Microbial ecosystems cover the surface of the human body and it is becoming increasingly clear that our modern environment has profound effects on microbial composition and diversity. A dysbiotic gut microbiota has been associated with allergic diseases and asthma in cross-sectional and observational studies. In an attempt to restore this dysbiosis, probiotics have been evaluated in randomized controlled trials. Here, we review treatment and primary prevention studies, recent meta-analyses, and discuss the current understanding of the role of probiotics in this context. Many meta-analyses have shown a moderate benefit of probiotics for eczema prevention, whereas there is less evidence of a benefit for other allergic manifestations. Because of very low quality evidence and heterogeneity between studies, specific advice on the most effective regimens cannot yet be given – not even for eczema prevention. To be able to adopt results into specific recommendations, international expert organizations stress the need for well-designed studies. © 2016 Informa UK Limited, trading as Taylor & Francis Group.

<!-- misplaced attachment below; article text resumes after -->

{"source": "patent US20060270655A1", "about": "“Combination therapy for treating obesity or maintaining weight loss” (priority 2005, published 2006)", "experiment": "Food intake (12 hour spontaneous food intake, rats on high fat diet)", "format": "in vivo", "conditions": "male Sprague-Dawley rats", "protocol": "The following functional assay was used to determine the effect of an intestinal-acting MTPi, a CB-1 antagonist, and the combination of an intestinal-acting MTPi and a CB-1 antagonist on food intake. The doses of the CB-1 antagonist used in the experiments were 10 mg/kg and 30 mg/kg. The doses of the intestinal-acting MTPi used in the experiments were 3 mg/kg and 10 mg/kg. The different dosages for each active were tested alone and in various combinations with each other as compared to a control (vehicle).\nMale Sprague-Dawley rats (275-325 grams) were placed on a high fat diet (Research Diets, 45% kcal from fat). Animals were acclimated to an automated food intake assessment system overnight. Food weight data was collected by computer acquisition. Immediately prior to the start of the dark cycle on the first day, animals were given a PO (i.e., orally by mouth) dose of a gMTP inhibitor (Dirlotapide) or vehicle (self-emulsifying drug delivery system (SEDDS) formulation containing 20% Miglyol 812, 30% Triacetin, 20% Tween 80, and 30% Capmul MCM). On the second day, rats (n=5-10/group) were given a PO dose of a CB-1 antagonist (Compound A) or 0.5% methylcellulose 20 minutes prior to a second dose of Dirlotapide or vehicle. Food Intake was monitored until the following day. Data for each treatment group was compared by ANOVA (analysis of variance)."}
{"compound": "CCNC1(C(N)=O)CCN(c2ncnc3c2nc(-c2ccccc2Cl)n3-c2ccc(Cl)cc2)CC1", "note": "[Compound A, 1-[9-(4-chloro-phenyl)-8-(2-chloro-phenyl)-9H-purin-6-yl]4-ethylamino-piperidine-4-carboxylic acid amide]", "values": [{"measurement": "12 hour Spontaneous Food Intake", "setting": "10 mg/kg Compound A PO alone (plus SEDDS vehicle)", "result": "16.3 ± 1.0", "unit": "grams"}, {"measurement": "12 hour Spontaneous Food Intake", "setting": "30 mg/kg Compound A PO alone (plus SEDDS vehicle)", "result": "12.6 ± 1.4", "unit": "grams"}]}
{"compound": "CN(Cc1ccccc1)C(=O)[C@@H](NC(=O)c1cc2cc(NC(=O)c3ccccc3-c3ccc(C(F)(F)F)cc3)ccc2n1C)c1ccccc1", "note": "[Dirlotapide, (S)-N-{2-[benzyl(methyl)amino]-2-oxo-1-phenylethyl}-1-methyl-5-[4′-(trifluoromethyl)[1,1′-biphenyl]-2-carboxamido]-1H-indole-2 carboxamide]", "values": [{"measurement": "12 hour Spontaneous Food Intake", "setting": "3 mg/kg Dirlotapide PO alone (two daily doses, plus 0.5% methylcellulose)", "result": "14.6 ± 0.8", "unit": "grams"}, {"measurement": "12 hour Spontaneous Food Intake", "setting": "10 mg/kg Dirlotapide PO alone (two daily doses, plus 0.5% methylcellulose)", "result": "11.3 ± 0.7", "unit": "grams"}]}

|Number of pages||15|
|Journal||Expert Review of Clinical Immunology|
|Publication status||Published - 2 Jun 2016|